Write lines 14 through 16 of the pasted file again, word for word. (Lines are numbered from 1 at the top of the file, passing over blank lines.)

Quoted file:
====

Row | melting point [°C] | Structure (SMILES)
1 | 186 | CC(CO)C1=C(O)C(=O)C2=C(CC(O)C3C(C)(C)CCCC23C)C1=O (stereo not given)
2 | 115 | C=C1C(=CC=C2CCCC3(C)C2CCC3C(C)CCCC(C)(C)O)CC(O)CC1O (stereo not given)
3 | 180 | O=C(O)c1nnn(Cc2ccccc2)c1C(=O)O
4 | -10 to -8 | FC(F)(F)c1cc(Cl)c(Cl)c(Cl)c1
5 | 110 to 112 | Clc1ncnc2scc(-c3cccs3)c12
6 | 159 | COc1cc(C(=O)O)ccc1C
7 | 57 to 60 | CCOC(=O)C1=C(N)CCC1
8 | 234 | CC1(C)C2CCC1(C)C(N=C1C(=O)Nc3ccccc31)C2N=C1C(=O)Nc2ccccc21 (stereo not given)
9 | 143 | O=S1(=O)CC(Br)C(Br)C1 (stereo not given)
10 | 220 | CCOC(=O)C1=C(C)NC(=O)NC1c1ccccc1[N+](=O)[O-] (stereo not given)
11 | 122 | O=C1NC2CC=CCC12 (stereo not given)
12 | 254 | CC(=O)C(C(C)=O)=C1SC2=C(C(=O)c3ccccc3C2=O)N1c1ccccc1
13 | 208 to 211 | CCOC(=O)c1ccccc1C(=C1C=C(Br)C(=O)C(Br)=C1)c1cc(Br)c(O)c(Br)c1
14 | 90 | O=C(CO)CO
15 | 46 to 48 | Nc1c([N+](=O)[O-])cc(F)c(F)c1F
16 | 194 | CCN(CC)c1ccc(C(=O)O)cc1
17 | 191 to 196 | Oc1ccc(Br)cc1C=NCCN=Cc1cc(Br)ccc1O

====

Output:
13 | 208 to 211 | CCOC(=O)c1ccccc1C(=C1C=C(Br)C(=O)C(Br)=C1)c1cc(Br)c(O)c(Br)c1
14 | 90 | O=C(CO)CO
15 | 46 to 48 | Nc1c([N+](=O)[O-])cc(F)c(F)c1F